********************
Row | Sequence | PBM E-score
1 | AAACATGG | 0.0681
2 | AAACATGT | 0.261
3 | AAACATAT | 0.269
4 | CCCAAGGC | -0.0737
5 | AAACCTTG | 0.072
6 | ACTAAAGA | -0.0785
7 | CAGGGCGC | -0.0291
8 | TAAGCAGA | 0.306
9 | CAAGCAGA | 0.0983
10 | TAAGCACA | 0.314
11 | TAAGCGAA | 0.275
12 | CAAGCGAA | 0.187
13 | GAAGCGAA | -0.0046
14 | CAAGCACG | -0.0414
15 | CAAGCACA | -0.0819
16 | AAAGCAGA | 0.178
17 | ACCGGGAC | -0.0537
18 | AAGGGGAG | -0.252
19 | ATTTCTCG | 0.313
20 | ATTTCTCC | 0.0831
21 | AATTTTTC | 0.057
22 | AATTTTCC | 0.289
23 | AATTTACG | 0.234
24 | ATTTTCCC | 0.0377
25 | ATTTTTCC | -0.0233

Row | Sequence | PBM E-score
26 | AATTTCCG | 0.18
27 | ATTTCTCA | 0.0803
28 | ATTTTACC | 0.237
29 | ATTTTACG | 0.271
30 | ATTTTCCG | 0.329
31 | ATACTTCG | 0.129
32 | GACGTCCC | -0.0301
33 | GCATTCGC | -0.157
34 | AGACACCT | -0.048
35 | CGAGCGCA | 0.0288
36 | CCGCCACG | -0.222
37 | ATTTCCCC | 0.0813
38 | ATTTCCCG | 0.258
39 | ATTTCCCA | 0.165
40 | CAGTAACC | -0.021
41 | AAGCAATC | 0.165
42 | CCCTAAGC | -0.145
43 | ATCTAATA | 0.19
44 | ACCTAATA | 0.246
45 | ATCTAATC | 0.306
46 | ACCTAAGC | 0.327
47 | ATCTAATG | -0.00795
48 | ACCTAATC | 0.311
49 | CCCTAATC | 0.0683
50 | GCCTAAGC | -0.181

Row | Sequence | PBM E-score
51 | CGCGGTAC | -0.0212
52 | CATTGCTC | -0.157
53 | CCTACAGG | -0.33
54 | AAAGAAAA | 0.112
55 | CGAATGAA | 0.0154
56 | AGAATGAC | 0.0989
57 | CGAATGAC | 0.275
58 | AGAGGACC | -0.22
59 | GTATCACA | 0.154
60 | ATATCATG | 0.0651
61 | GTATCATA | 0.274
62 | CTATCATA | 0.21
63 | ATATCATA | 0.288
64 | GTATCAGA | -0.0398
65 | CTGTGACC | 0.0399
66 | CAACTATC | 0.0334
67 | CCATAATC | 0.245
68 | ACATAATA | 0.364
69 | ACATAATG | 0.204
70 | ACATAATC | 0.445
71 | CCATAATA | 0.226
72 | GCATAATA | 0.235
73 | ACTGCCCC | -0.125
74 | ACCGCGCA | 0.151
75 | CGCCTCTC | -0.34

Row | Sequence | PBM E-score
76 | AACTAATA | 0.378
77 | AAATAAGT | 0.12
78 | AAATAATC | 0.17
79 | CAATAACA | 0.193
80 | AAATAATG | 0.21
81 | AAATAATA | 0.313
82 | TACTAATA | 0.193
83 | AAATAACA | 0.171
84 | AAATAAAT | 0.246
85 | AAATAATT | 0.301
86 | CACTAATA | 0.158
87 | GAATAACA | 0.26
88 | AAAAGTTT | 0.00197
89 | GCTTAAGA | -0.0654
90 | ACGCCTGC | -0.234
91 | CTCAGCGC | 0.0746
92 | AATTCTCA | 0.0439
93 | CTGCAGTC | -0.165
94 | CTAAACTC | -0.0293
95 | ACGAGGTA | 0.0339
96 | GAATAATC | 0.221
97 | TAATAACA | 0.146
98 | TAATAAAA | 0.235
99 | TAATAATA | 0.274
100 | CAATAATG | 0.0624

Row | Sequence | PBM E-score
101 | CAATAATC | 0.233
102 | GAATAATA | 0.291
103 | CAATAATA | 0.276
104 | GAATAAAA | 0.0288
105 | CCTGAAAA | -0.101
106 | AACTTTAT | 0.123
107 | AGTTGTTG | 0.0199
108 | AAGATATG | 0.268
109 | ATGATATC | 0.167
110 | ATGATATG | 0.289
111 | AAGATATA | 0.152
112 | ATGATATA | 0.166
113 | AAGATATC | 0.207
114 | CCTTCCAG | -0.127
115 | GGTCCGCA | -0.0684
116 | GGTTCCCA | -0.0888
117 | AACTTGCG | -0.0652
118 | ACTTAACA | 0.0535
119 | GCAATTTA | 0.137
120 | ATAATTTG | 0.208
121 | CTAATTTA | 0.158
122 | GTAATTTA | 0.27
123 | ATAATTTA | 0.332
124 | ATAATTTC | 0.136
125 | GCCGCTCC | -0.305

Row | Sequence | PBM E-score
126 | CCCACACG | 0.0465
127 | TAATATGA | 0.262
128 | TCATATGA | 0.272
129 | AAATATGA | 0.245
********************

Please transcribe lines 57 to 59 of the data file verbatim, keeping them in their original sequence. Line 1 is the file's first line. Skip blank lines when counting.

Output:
54 | AAAGAAAA | 0.112
55 | CGAATGAA | 0.0154
56 | AGAATGAC | 0.0989